Ari: It’s a one of a kind place. Carl Schoch would agree. He’s at the University of Alaska Fairbanks, and he’s one of the scientists leading the Sound Predictions team.
Schoch: And so Prince William Sound is unique because we have a very great tide range, because there are many glaciers that flow directly into Prince William Sound, which both contribute icebergs but also a tremendous volume of freshwater. And freshwater is one of the drivers of the local circulation pattern. Total population of Prince William Sound is only about 7000 people over an area of about 100 km square. So it’s relatively unpopulated and relatively undeveloped.
Ari: Torie Baker is one of those 7000. She’s been a resident of Cordova, Alaska just to the east of Prince William Sound for over 20 years. She splits her time between working as a fisherman and as a faculty member at the University of Alaska Fairbanks. Having worked and literally slept on the waters of the Sound for years, she can attest to another of its important features: the intensity and harshness of the weather out there.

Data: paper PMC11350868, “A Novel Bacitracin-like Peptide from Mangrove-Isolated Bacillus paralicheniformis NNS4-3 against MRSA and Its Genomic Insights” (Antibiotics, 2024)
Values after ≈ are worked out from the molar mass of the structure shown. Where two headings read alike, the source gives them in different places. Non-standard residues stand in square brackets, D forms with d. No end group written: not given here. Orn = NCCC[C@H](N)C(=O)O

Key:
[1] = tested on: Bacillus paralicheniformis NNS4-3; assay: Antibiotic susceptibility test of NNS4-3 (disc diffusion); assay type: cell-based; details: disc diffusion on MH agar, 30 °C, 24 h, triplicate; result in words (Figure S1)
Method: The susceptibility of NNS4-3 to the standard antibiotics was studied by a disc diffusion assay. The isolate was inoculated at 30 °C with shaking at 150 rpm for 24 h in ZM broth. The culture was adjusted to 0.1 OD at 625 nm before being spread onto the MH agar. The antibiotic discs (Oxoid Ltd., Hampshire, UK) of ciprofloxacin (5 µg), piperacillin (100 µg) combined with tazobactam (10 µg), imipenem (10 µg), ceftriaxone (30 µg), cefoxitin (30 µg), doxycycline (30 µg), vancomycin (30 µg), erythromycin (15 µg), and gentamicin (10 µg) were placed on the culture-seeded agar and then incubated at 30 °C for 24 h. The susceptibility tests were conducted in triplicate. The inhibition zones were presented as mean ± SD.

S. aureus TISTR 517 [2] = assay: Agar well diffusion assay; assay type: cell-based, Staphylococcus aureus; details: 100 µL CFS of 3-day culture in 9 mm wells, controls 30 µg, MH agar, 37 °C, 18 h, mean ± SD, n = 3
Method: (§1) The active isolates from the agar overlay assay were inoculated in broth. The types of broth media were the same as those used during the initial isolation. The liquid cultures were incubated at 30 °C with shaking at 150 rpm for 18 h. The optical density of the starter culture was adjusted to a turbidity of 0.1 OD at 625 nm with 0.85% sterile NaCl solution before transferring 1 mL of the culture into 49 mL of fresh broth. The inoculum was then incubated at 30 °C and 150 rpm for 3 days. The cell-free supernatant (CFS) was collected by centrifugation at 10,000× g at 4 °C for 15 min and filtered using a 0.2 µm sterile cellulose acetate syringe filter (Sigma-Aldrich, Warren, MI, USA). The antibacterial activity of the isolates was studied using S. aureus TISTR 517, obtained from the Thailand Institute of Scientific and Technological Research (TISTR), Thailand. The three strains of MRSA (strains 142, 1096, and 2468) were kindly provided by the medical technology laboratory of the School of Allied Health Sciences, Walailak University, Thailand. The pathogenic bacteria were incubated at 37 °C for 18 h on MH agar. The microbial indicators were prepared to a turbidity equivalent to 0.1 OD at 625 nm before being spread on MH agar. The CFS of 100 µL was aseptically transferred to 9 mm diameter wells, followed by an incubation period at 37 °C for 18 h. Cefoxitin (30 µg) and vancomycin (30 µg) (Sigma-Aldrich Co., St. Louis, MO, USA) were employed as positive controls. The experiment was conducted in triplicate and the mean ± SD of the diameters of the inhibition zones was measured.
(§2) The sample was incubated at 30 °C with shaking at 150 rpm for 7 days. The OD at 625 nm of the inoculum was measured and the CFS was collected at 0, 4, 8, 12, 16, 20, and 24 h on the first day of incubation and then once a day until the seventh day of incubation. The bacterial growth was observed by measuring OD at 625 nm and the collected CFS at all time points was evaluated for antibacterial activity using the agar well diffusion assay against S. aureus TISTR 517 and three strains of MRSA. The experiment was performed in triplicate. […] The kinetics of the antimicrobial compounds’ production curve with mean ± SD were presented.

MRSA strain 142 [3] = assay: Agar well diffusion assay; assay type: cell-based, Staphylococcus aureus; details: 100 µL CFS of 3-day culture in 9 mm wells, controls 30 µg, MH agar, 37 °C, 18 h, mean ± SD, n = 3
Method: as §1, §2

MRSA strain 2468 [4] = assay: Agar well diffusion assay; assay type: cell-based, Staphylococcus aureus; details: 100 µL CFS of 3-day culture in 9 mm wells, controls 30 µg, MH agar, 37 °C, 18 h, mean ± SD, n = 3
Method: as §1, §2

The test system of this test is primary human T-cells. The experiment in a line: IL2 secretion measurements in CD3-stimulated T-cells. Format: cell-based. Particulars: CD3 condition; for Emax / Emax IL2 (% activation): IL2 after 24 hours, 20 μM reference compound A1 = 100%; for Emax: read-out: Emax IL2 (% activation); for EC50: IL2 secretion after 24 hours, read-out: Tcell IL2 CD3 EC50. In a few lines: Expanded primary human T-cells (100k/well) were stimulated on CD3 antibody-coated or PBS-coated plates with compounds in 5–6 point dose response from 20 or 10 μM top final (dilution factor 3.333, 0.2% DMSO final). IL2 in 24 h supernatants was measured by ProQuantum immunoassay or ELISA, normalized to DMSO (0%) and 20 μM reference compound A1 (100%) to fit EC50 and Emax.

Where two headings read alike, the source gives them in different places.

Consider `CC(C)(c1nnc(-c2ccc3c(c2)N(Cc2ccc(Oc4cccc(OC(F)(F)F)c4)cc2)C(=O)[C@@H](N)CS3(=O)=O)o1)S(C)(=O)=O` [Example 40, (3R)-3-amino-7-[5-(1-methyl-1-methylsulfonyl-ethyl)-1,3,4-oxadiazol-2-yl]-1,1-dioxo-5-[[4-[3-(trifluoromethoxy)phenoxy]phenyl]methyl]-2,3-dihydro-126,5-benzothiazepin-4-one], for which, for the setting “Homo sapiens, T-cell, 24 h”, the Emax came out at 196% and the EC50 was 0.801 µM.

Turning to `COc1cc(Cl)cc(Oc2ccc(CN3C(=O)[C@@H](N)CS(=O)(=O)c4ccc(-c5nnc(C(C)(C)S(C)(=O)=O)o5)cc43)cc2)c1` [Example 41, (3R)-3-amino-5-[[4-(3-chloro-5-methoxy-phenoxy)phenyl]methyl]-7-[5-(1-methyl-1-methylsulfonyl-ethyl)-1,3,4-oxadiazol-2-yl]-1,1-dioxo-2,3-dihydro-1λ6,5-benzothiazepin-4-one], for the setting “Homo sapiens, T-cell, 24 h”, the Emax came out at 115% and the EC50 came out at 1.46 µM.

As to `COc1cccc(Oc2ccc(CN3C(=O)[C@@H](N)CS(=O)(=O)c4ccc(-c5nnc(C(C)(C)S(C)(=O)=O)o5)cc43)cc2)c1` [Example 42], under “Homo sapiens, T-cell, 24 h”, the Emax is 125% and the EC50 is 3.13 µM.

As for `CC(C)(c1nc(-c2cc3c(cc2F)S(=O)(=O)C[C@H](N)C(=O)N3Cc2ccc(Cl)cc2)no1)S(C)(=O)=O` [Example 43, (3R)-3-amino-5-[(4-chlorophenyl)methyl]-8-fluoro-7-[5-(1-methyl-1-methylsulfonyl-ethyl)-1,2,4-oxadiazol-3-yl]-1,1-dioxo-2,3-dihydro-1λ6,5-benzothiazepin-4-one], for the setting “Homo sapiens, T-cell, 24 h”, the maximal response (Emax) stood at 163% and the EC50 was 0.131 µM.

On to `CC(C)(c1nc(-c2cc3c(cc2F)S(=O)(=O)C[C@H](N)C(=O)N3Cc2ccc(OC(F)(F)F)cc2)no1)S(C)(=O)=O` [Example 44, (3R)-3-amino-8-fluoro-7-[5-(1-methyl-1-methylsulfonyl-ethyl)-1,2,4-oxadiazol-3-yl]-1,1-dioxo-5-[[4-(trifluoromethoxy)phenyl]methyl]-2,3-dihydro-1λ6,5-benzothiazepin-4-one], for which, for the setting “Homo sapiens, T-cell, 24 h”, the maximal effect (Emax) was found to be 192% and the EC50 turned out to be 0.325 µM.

Baker: We have to deal with the water temperature, which can be anywhere from the high 30s, well of course to frozen, all the way up to the summer months where we can and have seen some real anomalies up to 60 and 62 degrees. We are – here in Alaska, just the way that we are oriented to the North Pacific, there’s not a whole lot of landmass between us and Asia. And so, unlike in the Atlantic where it’s about half the size, the Pacific is one, big, wide, open body of water. And an analogy that’s often made is Alaska’s kind of the catcher’s mitt of all of those storms that come off of the North Pacific up here in the northern latitudes. And right here in Prince William Sound on the North Gulf Coast of Alaska, we are definitely right in the heart of that mitt.